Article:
Post-Conflict Reconstruction in Fragile States: The Case of Somalia, 1992 – 2013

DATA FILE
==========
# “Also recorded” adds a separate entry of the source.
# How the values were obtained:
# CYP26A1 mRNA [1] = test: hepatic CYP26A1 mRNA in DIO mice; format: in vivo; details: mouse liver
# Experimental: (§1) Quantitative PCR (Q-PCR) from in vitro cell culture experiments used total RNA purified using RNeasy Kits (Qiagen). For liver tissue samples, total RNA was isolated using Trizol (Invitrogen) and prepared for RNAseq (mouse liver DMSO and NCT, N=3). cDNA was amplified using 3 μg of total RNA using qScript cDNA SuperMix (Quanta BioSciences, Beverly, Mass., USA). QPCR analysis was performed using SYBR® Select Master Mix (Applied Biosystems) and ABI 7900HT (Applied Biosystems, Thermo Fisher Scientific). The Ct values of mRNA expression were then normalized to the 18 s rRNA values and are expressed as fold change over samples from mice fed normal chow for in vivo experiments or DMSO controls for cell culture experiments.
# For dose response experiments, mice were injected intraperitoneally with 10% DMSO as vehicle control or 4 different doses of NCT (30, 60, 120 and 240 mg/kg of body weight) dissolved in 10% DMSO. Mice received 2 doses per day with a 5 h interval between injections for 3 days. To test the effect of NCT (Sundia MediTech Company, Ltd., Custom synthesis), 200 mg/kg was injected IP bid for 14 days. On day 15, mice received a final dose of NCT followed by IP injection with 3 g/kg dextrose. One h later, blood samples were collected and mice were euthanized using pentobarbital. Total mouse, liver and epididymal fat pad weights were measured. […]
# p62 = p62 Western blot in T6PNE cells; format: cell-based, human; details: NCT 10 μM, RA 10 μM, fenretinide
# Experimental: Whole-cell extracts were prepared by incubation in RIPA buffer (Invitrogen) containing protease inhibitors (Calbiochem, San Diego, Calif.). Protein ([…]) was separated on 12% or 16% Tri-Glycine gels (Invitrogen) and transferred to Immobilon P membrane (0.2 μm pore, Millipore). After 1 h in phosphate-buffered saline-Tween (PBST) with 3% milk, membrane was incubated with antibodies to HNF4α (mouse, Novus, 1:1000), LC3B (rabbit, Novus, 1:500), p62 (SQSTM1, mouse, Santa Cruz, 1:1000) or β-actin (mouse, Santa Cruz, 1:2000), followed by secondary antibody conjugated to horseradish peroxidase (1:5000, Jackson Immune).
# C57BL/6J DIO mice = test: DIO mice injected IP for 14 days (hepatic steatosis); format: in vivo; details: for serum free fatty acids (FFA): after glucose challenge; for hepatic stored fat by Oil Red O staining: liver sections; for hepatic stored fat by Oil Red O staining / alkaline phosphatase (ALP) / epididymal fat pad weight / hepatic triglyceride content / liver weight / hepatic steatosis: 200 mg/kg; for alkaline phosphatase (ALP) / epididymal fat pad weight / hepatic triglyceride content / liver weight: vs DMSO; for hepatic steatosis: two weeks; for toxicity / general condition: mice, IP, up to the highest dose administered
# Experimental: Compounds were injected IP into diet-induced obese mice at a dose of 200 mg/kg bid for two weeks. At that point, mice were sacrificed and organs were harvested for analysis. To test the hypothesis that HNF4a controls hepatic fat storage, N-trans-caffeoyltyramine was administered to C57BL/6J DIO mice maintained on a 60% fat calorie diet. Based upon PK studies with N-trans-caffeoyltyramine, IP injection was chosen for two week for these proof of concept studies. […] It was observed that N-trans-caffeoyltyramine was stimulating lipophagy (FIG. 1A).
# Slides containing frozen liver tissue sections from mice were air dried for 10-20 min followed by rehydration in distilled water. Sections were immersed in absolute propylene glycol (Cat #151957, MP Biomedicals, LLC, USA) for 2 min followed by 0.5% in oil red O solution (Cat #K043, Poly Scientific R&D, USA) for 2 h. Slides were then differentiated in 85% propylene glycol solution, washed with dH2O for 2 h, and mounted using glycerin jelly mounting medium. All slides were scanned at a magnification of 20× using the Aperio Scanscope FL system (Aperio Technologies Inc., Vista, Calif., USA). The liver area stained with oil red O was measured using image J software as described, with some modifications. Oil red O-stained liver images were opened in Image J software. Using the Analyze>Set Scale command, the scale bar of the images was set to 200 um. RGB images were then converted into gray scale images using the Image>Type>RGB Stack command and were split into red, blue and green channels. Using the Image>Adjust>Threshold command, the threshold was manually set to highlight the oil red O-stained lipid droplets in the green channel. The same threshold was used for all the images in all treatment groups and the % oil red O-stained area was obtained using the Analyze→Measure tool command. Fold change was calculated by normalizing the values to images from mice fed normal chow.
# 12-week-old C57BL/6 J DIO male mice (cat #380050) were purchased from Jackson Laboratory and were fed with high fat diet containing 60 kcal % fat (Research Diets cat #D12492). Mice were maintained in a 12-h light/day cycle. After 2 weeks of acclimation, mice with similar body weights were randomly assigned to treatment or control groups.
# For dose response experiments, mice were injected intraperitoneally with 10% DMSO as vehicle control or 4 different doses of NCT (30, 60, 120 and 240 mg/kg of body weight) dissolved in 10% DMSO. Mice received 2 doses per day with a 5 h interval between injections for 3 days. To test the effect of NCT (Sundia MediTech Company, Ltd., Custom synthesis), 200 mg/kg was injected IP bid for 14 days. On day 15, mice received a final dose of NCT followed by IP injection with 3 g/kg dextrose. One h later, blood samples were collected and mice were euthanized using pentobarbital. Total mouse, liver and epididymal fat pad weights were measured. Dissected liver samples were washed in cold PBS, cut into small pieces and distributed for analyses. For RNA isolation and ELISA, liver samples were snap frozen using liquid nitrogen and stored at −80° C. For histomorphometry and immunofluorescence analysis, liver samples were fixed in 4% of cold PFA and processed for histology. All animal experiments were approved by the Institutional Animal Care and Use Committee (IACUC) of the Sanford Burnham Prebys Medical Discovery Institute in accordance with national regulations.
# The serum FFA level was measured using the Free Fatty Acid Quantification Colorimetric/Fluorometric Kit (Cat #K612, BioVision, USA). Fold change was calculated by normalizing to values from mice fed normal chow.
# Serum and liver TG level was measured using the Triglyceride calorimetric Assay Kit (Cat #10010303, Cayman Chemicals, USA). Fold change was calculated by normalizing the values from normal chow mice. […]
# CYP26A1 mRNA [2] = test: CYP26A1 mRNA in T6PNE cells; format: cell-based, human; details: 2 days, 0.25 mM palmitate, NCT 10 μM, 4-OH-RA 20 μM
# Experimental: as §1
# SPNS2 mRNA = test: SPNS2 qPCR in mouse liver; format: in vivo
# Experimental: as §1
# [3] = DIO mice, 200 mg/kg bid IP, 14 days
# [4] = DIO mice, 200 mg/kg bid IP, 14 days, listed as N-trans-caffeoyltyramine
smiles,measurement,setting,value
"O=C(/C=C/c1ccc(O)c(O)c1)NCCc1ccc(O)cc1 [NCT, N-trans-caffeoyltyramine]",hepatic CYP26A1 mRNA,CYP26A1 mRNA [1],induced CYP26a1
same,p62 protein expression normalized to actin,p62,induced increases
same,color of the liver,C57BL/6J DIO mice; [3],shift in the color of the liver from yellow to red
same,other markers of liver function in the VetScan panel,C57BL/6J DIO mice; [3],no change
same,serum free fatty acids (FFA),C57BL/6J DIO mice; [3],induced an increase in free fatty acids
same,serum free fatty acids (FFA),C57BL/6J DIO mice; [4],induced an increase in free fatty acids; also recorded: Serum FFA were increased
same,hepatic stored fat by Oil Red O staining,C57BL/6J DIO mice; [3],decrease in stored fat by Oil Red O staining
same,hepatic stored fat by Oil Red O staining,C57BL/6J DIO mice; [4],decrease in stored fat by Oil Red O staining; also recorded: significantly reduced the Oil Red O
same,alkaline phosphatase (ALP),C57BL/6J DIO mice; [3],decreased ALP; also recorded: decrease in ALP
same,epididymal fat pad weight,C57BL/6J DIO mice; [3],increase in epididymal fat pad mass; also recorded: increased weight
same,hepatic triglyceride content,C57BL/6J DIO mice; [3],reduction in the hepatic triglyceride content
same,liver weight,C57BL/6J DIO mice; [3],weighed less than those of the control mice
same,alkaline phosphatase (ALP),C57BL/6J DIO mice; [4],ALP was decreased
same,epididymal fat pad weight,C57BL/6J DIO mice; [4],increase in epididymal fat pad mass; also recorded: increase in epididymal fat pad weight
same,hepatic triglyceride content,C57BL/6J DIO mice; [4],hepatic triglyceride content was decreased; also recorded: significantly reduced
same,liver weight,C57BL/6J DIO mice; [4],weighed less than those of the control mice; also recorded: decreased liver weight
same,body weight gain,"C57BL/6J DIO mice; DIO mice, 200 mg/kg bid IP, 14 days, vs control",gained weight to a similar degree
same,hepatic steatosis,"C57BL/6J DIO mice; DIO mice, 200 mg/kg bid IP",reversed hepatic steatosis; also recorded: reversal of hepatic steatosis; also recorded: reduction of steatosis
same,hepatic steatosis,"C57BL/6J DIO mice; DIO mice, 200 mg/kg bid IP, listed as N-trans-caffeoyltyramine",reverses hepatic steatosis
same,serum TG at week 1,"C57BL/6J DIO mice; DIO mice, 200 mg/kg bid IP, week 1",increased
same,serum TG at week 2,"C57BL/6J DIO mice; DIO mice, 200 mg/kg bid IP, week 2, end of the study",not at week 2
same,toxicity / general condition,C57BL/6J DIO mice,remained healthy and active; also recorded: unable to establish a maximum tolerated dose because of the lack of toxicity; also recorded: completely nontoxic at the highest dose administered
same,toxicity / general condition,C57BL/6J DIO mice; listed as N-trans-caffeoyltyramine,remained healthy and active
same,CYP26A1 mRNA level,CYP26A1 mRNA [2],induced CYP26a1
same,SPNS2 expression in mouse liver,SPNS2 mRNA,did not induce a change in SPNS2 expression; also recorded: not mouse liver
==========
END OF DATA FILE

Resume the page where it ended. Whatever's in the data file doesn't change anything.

This paper addresses a theoretical gap on Somalia’s reconstruction as a step towards sustainable peace, and discusses the relevance of Post-conflict reconstruction in fragile states in Africa. After twenty three years of armed confrontation, stability in Somalia may not come rapidly, but is to be promoted, nurtured and defended against all sorts of internal and external spoilers. Recovery activities can make a greater contribution to social, economic and cultural development in Somalia, through further investment, continued employment creation and vocational training. The key is to go beyond the present, national and international legacy of two decades of conflict, and equally important is to remain focused on a way out. Overcoming the current hardships and insecurity requires a determined, long-term effort to promote political cooperation and build strong government institutions, while in the short term counter the pervasive influence of foreign fighters and other elements of extremism must be countered, but also that of those profiting from the conflict. This paper seeks to give Somalia ideas on exactly how it plans to reconstruct. As country, Somalia reconstruction after war remains a mystery, despite the promises of ‘African solutions’. In this case, Somalia can use strategies prepared by academicians and economists in the field of post-conflict reconstruction and master the art of reconstruction just like Europe when they used the Marshall Plan. Post-conflict reconstruction is seen as the rebuilding of the socio-economic framework of society and the reconstruction of the enabling conditions for a functioning peacetime society to include the framework of governance and rule of law, justice and reconciliation, and security. Most African states are the most fragile states in the World. Somalia is in second position followed by Central African Republic, DRC, Sudan, Chad, Kenya is ranked eighteenth just behind Nigeria at seventeenth. Ethiopia and Niger tied at the nineteenth spot. Most countries classed as poor and developing fall into the category of fragile states. These states are characterized as failed and fragile states because they have breakdown of law and order, weak or disintegrated capacity to respond to citizens’ needs and desires, provide basic public services, assure citizens’ welfare, or support normal economic activity; and at the international level, and lack of credible entity to represent the state beyond its borders. Most of them reconstruct using the neo-liberalism theory which is premised on a strong belief in promoting the public good by following the principles of the free market and open competition, limited state intervention and welfare, individualistic self-interest, rational utility-maximization and comparative advantage of free trade hence promoting trade. The paper highlights the need for the transformation of the state as a central component of peacebuilding and post-conflict transition in Africa. Drawing on illustrations from the case of Somalia and post war Europe, it explores works on internal state reconstruction and compares it to externally driven statereconstruction projects done by European Union with the New Deal and other Non-governmental organizations plus the example of the 1948 Marshall Plan. The paper also reviews different authors’ thoughts on post-conflict reconstruction as a basis for critiquing ongoing state rehabilitation attempts and urges a return to ‘endogenous initiatives of rebuilding the state from below’ as a condition for achieving a ‘sustainable democratic reconstruction of the state’ in postconflict Africa.